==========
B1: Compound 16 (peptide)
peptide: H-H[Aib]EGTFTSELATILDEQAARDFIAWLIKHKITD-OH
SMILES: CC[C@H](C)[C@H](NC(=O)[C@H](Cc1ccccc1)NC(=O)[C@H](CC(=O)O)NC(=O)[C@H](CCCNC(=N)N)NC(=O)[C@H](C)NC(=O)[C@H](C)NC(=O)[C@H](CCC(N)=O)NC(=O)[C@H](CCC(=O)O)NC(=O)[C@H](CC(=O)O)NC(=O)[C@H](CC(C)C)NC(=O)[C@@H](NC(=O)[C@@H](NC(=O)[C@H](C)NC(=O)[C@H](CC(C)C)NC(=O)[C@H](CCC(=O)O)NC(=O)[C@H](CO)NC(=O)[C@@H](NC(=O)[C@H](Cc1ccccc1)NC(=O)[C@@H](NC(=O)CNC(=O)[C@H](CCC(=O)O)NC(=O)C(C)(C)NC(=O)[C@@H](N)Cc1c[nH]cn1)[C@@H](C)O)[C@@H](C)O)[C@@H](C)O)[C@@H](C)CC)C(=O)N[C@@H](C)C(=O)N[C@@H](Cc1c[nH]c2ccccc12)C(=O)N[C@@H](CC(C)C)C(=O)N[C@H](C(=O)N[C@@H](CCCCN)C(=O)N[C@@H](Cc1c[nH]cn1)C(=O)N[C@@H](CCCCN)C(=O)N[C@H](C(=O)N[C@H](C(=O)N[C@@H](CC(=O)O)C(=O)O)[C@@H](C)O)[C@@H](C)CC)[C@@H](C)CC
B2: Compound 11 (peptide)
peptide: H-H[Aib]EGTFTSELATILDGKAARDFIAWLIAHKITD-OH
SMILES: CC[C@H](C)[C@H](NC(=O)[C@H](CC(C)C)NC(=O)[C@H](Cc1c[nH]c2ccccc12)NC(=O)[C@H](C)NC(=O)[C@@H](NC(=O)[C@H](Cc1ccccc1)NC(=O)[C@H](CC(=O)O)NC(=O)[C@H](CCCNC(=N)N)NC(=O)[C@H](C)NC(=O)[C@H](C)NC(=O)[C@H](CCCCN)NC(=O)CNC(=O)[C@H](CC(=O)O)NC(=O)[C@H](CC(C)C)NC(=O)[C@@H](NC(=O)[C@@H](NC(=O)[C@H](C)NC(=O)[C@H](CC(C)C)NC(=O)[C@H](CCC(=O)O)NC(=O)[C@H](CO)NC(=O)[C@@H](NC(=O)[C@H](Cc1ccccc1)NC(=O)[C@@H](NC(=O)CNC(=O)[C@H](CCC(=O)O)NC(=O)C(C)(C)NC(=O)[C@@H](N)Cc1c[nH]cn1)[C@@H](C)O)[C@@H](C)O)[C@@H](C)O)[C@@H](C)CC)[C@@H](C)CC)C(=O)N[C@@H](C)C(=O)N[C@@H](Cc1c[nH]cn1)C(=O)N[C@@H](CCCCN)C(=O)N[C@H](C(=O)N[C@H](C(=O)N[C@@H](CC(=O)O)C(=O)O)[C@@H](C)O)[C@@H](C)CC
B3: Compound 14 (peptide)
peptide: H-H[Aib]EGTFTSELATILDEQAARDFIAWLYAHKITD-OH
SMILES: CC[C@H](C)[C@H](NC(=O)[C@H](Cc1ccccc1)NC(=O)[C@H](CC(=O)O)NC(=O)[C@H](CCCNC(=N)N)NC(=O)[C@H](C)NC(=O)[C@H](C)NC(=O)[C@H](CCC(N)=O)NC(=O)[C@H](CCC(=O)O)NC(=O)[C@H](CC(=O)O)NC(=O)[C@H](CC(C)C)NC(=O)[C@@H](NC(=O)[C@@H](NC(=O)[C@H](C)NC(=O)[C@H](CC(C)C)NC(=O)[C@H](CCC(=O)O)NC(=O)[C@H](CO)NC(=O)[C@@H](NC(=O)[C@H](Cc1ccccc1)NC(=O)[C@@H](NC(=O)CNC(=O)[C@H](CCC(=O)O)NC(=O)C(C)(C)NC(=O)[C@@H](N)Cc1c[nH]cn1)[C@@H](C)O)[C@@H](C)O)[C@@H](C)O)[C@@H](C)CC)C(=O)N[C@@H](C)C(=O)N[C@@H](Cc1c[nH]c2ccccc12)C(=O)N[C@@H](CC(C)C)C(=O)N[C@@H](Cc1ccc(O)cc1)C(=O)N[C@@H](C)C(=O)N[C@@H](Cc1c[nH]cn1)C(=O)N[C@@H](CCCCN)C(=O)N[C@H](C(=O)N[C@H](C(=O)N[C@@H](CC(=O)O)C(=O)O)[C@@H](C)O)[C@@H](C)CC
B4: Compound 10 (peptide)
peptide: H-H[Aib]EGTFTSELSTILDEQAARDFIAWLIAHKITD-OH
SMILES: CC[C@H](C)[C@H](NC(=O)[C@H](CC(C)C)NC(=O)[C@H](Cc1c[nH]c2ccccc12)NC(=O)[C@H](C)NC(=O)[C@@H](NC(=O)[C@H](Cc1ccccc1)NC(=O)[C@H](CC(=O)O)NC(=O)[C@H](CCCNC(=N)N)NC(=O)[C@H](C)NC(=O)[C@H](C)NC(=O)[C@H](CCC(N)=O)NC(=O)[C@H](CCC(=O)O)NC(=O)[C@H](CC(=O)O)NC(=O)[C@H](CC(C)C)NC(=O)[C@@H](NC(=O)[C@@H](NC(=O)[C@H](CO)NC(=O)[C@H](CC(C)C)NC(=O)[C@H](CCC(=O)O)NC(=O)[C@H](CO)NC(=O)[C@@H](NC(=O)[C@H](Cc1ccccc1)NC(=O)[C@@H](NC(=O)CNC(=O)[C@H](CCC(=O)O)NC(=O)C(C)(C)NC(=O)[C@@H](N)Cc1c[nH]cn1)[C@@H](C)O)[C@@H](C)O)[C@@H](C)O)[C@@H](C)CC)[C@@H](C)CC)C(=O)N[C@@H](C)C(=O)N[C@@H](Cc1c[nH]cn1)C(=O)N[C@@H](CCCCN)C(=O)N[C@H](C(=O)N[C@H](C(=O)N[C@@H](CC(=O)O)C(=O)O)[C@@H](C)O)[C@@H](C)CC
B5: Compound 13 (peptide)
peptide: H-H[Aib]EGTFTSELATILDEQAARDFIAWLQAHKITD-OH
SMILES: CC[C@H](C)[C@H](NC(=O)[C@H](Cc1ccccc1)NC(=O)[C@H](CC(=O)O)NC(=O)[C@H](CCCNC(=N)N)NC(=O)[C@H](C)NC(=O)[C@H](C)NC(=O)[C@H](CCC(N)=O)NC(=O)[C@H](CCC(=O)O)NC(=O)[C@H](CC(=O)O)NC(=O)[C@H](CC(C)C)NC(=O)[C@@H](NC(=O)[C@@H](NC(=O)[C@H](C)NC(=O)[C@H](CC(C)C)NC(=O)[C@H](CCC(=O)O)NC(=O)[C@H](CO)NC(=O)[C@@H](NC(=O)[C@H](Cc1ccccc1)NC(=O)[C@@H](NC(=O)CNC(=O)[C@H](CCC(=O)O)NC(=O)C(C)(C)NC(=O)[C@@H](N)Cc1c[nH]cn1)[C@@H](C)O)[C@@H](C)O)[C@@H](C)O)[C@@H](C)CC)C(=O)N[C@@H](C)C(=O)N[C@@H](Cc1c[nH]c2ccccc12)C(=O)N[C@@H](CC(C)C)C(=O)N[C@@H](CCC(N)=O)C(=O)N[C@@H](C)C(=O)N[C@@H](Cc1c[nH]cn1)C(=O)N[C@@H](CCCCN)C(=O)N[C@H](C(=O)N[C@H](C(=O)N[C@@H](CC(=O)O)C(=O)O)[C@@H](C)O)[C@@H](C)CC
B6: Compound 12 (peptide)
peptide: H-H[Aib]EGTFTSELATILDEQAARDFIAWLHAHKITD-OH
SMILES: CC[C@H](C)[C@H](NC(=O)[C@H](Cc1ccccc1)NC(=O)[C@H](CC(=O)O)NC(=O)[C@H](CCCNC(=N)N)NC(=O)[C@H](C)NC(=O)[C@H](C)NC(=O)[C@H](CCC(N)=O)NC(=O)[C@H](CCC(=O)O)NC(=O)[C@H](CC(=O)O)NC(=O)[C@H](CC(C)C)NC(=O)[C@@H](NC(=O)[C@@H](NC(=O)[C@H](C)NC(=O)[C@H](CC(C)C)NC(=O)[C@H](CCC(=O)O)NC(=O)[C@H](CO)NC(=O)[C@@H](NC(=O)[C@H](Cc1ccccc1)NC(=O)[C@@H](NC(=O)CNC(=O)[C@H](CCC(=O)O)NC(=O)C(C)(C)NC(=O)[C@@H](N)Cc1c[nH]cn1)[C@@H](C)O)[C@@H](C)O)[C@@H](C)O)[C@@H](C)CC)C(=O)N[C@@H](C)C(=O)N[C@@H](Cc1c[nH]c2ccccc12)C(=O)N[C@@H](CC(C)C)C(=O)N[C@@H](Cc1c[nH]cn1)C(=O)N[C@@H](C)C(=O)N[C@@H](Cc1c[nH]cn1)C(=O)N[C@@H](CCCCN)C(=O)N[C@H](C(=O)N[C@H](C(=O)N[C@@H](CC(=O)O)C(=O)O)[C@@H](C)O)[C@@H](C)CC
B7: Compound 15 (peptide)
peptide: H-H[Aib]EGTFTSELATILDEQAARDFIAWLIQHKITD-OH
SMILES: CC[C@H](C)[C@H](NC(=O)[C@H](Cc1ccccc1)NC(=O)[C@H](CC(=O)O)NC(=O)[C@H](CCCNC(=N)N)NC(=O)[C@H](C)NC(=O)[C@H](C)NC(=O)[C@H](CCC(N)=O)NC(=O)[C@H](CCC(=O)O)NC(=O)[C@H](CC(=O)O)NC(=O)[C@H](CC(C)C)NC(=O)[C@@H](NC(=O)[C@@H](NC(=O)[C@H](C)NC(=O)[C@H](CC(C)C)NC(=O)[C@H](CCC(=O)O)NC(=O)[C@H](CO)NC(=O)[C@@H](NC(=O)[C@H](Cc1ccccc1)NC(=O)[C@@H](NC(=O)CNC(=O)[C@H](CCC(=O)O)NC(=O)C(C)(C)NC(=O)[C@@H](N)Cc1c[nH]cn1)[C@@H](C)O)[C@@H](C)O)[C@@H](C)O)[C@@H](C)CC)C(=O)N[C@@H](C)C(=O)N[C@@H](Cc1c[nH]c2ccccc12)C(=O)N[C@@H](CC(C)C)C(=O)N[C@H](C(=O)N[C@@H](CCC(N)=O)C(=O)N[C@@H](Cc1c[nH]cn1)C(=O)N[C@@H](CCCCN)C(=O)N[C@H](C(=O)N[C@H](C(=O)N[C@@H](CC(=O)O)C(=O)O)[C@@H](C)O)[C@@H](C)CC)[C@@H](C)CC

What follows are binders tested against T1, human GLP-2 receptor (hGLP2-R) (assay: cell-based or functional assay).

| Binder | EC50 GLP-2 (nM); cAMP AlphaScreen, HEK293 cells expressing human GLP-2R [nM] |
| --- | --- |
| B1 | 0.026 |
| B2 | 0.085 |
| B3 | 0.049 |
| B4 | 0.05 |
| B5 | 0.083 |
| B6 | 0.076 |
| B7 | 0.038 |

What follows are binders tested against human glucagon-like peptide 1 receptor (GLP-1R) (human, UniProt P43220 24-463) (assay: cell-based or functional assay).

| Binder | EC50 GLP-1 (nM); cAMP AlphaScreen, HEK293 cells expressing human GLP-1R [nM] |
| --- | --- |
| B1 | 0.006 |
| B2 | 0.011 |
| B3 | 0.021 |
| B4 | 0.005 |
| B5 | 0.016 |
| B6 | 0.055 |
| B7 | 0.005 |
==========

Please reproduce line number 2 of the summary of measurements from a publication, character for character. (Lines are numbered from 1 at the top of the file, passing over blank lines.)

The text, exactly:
peptide: H-H[Aib]EGTFTSELATILDEQAARDFIAWLIKHKITD-OH